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Biology 2016, 5(1), 10; https://doi.org/10.3390/biology5010010

Article
Aboveground Net Primary Productivity in a Riparian Wetland Following Restoration of Hydrology
1
Department of Biological Sciences, The University of Memphis, Memphis, TN 38152, USA
2
Department of Oceanography and Coastal Sciences, Louisiana State University, Baton Rouge, LA 70803, USA
*
Author to whom correspondence should be addressed.
Academic Editor: Chris O’ Callaghan
Received: 1 September 2015 / Accepted: 18 January 2016 / Published: 4 February 2016

Abstract

:
This research presents the initial results of the effects of hydrological restoration on forested wetlands in the Mississippi alluvial plain near Memphis, Tennessee. Measurements were carried out in a secondary channel, the Loosahatchie Chute, in which rock dikes were constructed in the 1960s to keep most flow in the main navigation channel. In 2008–2009, the dikes were notched to allow more flow into the secondary channel. Study sites were established based on relative distance downstream of the notched dikes. Additionally, a reference site was established north of the Loosahatchie Chute where the dikes remained unnotched. We compared various components of vegetation composition and productivity at sites in the riparian wetlands for two years. Salix nigra had the highest Importance Value at every site. Species with minor Importance Values were Celtis laevigata, Acer rubrum, and Plantanus occidentalis. Productivity increased more following the introduction of river water in affected sites compared to the reference. Aboveground net primary productivity was highest at the reference site (2926 ± 458.1 g·m−2·year−1), the intact site; however, there were greater increase at the sites in the Loosahatchie Chute, where measurements ranged from 1197.7 ± 160.0 g m−2·year−1·to 2874.2 ± 794.0 g·m−2·year−1. The site furthest from the notching was the most affected. Pulsed inputs into these wetlands may enhance forested wetland productivity. Continued monitoring will quantify impacts of restored channel hydrology along the Mississippi River.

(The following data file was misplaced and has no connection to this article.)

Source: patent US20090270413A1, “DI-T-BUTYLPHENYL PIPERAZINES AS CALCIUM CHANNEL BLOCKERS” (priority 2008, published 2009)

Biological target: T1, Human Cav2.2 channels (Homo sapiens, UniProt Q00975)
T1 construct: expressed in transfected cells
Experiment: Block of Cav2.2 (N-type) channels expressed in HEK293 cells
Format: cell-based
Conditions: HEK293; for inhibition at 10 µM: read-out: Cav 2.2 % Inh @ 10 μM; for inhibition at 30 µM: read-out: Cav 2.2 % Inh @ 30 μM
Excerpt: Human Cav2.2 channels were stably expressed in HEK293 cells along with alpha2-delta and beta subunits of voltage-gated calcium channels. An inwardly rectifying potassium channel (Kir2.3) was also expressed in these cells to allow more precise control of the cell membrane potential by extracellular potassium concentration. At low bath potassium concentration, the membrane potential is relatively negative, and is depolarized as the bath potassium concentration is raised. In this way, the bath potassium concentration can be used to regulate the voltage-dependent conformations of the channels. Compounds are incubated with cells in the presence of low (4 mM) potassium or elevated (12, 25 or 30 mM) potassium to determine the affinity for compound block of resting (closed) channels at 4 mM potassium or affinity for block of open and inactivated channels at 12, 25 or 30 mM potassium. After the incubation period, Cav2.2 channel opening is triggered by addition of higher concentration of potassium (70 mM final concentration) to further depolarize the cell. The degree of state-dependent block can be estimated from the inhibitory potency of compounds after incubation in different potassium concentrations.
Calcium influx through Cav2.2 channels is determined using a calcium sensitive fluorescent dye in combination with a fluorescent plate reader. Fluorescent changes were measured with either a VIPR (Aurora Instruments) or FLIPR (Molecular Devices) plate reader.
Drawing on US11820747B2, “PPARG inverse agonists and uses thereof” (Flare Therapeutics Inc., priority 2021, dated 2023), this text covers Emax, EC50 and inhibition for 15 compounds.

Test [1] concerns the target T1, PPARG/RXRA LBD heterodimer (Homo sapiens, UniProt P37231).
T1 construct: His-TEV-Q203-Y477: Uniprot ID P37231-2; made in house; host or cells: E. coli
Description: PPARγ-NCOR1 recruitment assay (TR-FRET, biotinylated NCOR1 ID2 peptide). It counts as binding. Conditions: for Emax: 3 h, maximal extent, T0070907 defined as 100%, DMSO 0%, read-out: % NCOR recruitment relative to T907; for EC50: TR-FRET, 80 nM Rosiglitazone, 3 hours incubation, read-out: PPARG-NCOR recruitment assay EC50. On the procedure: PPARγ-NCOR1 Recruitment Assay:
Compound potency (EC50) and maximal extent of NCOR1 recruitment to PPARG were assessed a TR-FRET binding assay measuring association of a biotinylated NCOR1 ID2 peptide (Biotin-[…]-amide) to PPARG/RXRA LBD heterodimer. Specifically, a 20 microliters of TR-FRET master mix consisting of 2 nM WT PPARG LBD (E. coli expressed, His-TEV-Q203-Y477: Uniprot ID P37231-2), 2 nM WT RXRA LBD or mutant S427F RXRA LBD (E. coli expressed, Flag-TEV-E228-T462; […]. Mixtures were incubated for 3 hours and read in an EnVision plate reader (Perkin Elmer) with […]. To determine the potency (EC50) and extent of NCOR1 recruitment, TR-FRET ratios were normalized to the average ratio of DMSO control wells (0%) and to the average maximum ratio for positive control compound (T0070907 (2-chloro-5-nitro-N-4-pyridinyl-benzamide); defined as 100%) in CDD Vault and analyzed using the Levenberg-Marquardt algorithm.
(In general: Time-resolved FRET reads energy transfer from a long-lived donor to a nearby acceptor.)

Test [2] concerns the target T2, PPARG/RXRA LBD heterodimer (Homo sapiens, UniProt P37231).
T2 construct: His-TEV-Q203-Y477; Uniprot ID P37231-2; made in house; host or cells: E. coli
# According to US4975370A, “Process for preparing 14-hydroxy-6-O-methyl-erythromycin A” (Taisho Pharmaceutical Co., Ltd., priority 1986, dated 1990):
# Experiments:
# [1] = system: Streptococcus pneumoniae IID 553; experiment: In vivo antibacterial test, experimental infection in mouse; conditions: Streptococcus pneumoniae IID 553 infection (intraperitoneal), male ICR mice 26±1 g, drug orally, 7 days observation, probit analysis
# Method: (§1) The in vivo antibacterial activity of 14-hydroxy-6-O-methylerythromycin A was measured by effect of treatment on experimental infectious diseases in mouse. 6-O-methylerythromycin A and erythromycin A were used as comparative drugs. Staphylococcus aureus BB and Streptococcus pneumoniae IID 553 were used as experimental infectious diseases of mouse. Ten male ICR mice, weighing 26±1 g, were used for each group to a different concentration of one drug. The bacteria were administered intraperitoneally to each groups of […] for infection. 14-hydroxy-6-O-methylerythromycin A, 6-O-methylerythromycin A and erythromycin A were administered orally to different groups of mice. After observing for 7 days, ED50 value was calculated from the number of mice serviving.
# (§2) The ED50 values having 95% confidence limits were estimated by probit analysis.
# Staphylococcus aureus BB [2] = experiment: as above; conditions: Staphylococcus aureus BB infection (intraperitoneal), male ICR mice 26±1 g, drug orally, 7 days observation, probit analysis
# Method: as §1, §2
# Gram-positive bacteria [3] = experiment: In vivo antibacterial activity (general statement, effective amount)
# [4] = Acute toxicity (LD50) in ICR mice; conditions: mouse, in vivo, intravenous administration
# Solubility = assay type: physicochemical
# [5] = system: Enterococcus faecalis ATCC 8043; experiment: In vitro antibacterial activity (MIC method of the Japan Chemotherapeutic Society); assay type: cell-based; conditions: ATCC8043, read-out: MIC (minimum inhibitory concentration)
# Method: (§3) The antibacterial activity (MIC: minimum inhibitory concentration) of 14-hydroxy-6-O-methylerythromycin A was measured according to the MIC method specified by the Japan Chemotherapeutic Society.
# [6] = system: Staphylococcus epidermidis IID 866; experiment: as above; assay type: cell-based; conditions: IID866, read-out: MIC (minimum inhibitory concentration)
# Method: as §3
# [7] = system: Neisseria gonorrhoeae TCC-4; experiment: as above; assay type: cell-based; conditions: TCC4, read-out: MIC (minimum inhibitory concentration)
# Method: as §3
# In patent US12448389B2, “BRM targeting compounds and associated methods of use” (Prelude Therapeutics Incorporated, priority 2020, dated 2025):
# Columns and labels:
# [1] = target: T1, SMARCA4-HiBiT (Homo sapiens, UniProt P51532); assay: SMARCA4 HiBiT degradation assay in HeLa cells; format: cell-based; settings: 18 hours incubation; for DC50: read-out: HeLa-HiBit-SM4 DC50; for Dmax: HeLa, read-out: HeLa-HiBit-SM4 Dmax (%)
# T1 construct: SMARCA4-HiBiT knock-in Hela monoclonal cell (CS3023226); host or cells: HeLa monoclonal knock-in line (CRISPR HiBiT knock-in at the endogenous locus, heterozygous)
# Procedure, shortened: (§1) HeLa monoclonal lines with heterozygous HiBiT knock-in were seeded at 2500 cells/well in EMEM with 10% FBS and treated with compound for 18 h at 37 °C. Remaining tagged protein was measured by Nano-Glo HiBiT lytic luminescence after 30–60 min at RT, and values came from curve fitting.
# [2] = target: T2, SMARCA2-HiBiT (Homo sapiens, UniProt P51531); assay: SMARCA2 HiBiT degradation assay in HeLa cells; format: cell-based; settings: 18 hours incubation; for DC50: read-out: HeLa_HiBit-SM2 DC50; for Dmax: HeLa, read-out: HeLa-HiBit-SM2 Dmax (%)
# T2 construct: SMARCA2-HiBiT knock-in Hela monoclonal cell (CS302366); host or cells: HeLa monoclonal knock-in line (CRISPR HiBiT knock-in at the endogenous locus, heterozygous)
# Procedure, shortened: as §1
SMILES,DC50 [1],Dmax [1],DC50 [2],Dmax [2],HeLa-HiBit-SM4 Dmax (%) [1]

Keywords:
wetland restoration; bottomland hardwood forest; wetlands; Mississippi River

1. Introduction

The Mississippi River is the fourth longest and tenth largest river in the world. The Mississippi River Basin (MRB) is the fourth largest watershed in the world, draining more than 3,220,000 km2 covering about 40% of the landmass in the continental United States. The Lower Mississippi River sub-basin is characterized by low, flat topography, alluvial soils in a wide flood plain, relatively high rainfall, and high water tables [1]. The Mississippi Alluvial Valley (MAV) once contained nearly 10 million ha of bottomland hardwood forests, representing the largest area of bottomland hardwood wetlands in North America [2]. Historically, black willow stands in the rive floodplain occurred in low moist spots in parts of the alluvial valley near river channels [3]. Settlement along the Mississippi River led to intensive harvesting of forests, isolation of much of the original floodplain with levees, the development of large-scale agricultural practices, urbanization, and the draining of wetlands [4]. The Mississippi River and Tributaries Project included the levee system and many stone dikes in order to divert most river flow from secondary channel complexes into the main navigation channel [1]. Dams and reservoirs, especially in the Missouri basin, resulted in the retention of sediment stored in pools behind the dams and in the fields of the winged dams, which enhances the flow magnitude in the main channel [5]. This has resulted in many of the secondary channels drying completely during the year, resulting in degraded riparian habitat including the loss of aquatic habitat [1]. Prior to settlement, these bottomland hardwood forests stored 60 days of river discharge compared to 12 days following the leveeing of the river [6].